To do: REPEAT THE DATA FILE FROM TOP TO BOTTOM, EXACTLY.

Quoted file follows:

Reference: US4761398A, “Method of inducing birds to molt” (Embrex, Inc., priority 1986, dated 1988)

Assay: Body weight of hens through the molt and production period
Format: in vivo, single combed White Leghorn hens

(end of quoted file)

Reference: US4761398A, “Method of inducing birds to molt” (Embrex, Inc., priority 1986, dated 1988)

Assay: Body weight of hens through the molt and production period
Format: in vivo, single combed White Leghorn hens